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Topic: Anything new in the rumor mill about Apple and HD-AAC? (Read 4490 times) previous topic - next topic

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  • jkauff
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Anything new in the rumor mill about Apple and HD-AAC?
Here it is a new year, and I haven't heard any updates to last year's rumor that Apple would be adopting HD-AAC for the iTunes Store and would start to offer lossless and/or hi-res downloads. If the rumored Pandora-killer iRadio happens, would that likely be the driver for HD-AAC?

WAGs also welcome. 

  • saratoga
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Anything new in the rumor mill about Apple and HD-AAC?
Reply #1
Why would you want a scalable to lossless streaming format?

  • Kohlrabi
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Anything new in the rumor mill about Apple and HD-AAC?
Reply #2
Why would you want a hi-res streaming format?
  • Last Edit: 09 January, 2013, 10:54:44 AM by Kohlrabi
It's only audiophile if it's inconvenient.

  • skamp
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Anything new in the rumor mill about Apple and HD-AAC?
Reply #3
Why do you guys assume anything about the OP's motivations?
See my profile for measurements, tools and recommendations.

  • db1989
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Anything new in the rumor mill about Apple and HD-AAC?
Reply #4
Why is it apparently so difficult to read words?
lossless and/or hi-res downloads

Edit: OK, the mention of iRadio is irrelevant, since I doubt many stations are already at the upper limits of non-‘HD’ AAC or any other contemporary streaming format. But it’s a perfectly valid question in the context of downloads.
  • Last Edit: 09 January, 2013, 11:04:35 AM by db1989

  • jkauff
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Anything new in the rumor mill about Apple and HD-AAC?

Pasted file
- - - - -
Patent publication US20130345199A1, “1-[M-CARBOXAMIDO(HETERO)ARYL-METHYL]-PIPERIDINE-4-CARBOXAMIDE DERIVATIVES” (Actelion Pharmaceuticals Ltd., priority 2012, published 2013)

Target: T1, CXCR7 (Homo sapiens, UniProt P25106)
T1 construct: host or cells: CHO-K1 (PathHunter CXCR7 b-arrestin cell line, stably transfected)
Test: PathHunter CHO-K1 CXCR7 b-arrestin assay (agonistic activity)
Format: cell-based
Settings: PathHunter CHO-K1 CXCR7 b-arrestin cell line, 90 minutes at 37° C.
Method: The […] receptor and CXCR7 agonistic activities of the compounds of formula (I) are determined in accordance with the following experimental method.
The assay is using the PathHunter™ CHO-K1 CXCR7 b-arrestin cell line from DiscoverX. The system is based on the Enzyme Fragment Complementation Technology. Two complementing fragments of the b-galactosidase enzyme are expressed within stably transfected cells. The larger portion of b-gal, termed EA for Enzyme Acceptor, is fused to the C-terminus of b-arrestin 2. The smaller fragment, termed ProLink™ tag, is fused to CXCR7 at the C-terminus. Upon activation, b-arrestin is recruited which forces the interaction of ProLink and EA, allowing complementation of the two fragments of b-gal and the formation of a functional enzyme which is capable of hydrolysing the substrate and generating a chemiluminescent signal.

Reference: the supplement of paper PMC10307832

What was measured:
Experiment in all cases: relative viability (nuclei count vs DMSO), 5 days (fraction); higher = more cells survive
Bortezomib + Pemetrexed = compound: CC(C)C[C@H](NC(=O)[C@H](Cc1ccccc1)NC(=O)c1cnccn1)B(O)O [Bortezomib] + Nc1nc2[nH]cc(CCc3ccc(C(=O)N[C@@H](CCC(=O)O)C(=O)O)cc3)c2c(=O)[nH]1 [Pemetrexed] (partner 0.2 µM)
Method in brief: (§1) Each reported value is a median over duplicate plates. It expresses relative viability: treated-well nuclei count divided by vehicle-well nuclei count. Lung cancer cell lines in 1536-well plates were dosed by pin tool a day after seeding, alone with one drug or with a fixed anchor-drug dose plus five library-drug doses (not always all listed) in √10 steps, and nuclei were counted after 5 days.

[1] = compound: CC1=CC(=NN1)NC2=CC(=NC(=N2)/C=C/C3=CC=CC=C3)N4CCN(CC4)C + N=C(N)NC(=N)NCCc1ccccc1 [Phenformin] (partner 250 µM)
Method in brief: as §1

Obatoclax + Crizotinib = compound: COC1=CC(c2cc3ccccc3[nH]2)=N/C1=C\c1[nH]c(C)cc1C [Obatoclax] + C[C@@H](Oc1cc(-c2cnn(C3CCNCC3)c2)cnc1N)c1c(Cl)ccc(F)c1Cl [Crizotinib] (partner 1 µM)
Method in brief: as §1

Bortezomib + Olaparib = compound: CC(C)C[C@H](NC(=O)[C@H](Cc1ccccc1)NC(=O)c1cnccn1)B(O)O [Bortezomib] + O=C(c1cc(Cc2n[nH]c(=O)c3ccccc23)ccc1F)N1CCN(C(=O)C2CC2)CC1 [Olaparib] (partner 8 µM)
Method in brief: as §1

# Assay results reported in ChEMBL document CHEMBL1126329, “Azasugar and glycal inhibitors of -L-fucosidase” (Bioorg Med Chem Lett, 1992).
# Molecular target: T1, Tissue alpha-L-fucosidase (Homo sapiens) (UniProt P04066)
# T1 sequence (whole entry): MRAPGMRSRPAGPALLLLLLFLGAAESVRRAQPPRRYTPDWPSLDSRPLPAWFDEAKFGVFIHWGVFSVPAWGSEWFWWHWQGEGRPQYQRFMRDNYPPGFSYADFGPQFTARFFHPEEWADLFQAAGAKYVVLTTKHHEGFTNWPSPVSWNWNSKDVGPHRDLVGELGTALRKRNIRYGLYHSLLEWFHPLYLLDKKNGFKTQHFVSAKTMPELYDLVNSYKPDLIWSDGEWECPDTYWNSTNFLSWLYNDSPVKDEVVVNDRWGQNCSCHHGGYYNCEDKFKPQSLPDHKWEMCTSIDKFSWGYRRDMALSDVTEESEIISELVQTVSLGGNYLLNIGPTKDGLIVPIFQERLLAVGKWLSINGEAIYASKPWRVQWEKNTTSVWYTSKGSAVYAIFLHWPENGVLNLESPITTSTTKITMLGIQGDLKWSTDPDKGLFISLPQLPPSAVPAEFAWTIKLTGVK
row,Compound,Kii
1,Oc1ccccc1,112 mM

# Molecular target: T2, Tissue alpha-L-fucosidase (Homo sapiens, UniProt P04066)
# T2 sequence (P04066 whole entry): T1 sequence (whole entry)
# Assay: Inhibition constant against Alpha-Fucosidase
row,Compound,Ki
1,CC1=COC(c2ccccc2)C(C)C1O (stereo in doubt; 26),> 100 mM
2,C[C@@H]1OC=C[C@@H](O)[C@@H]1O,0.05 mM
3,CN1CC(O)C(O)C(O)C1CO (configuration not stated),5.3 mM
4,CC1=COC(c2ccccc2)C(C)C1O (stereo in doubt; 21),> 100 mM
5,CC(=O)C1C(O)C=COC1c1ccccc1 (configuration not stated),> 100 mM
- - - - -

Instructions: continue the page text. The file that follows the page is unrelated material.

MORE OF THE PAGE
Reply #5
The advantage of HD-AAC is that you can store a song once in a hi-res (up to 24/192) compressed lossless format, similar to FLAC, ALAC, etc., and use the same file to extract lossy AAC (like the current iTunes) for downloading or streaming, or lossless standard 16/44. The advantage for the iTunes Store is that they could use the same file to satisfy all consumer uses.

The advantage for consumers like us is no more transcoding. You store the file once, and the player simply requests the slices that it is capable of playing. Same with applications. You could archive the songs on your computer, connect your iPhone/iPod, and ask iTunes to transfer the appropriate slices to your portable device in the size and quality you want to carry with you. You could say "Give me 50GB worth of my entire collection", and iTunes would do the math for you.

HD-AAC, if it became a standard, would be great for home music servers, too. You store the file on your server at its native resolution, and then any compatible device can request a stream at the highest bitrate and quality that it can handle. From what I've read, the compression ratio of HD-AAC is also higher than FLAC, so you can store more music in the same amount of space.
  • Last Edit: 10 January, 2013, 12:30:55 AM by jkauff

  • db1989
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Anything new in the rumor mill about Apple and HD-AAC?
Reply #6
Assuming the compression was still efficient despite the scalability – and, more importantly, assuming those great benefits weren’t monopolised by Apple – that would be great.

  • LithosZA
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Anything new in the rumor mill about Apple and HD-AAC?
Reply #7
Question is if a bitrate peeled LC-AAC compatible file from a HD-AAC file would be comparible quality to a LC-AAC encoded file?
128Kbit/s peeled files vs 128Kbps/s normal encoded files...

EDIT: Bitrate peeling probably isn't the right term to use for HD-AAC.
  • Last Edit: 09 January, 2013, 01:31:39 PM by LithosZA

  • darkbyte
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Anything new in the rumor mill about Apple and HD-AAC?
Reply #8
There were some rumors about the Fraunhofer AAC encoder in Winamp which will support HD-AAC encoding. However i haven't heard anything about this since then.
  • Last Edit: 09 January, 2013, 01:37:12 PM by darkbyte
WavPack -b4x4hc
Opus --cvbr --bitrate 256 --framesize 5

  • Kohlrabi
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Anything new in the rumor mill about Apple and HD-AAC?
Reply #9
Why is it apparently so difficult to read words?
lossless and/or hi-res downloads

FWIW, my question also applies to downloads.
It's only audiophile if it's inconvenient.